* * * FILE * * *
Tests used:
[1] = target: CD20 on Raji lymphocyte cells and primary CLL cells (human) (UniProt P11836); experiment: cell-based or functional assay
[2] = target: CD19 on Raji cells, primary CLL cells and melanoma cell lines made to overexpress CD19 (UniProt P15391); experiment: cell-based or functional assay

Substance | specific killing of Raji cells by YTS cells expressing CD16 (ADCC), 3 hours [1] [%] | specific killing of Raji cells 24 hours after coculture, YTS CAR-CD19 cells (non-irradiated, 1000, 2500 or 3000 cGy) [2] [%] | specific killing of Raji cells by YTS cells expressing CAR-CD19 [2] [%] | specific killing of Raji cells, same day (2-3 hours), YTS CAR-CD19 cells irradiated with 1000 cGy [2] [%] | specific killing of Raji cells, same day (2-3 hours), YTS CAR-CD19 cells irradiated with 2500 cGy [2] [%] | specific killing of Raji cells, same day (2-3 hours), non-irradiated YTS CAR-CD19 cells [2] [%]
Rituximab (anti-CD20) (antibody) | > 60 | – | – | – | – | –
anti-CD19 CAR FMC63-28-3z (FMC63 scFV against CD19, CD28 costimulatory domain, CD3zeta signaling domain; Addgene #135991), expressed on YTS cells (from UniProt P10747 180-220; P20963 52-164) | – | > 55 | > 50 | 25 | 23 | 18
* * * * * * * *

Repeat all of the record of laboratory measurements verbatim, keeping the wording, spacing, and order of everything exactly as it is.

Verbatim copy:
Tests used:
[1] = target: CD20 on Raji lymphocyte cells and primary CLL cells (human) (UniProt P11836); experiment: cell-based or functional assay
[2] = target: CD19 on Raji cells, primary CLL cells and melanoma cell lines made to overexpress CD19 (UniProt P15391); experiment: cell-based or functional assay

Substance | specific killing of Raji cells by YTS cells expressing CD16 (ADCC), 3 hours [1] [%] | specific killing of Raji cells 24 hours after coculture, YTS CAR-CD19 cells (non-irradiated, 1000, 2500 or 3000 cGy) [2] [%] | specific killing of Raji cells by YTS cells expressing CAR-CD19 [2] [%] | specific killing of Raji cells, same day (2-3 hours), YTS CAR-CD19 cells irradiated with 1000 cGy [2] [%] | specific killing of Raji cells, same day (2-3 hours), YTS CAR-CD19 cells irradiated with 2500 cGy [2] [%] | specific killing of Raji cells, same day (2-3 hours), non-irradiated YTS CAR-CD19 cells [2] [%]
Rituximab (anti-CD20) (antibody) | > 60 | – | – | – | – | –
anti-CD19 CAR FMC63-28-3z (FMC63 scFV against CD19, CD28 costimulatory domain, CD3zeta signaling domain; Addgene #135991), expressed on YTS cells (from UniProt P10747 180-220; P20963 52-164) | – | > 55 | > 50 | 25 | 23 | 18